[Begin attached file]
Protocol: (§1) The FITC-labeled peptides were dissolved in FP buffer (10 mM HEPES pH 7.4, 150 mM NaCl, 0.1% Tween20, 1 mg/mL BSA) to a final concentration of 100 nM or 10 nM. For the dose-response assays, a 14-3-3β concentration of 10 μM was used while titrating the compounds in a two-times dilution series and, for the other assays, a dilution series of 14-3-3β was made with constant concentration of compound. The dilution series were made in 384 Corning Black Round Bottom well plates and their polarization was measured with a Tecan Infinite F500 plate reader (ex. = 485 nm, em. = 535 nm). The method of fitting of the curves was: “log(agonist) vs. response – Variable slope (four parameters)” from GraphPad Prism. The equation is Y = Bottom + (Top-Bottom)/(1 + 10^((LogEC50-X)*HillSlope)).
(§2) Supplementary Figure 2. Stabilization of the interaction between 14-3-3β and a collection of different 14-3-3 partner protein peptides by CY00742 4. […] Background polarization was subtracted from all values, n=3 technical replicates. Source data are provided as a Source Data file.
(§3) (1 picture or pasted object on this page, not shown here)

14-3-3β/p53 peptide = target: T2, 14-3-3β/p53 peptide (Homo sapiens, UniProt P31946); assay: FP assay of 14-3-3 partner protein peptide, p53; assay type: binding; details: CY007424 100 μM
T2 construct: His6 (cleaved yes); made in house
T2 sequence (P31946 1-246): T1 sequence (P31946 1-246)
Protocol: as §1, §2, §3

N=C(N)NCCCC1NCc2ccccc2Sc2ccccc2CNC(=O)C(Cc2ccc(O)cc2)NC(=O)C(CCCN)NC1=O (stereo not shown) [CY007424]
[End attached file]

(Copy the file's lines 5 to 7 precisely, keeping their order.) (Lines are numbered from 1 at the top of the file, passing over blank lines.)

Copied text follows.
T2 construct: His6 (cleaved yes); made in house
T2 sequence (P31946 1-246): T1 sequence (P31946 1-246)
Protocol: as §1, §2, §3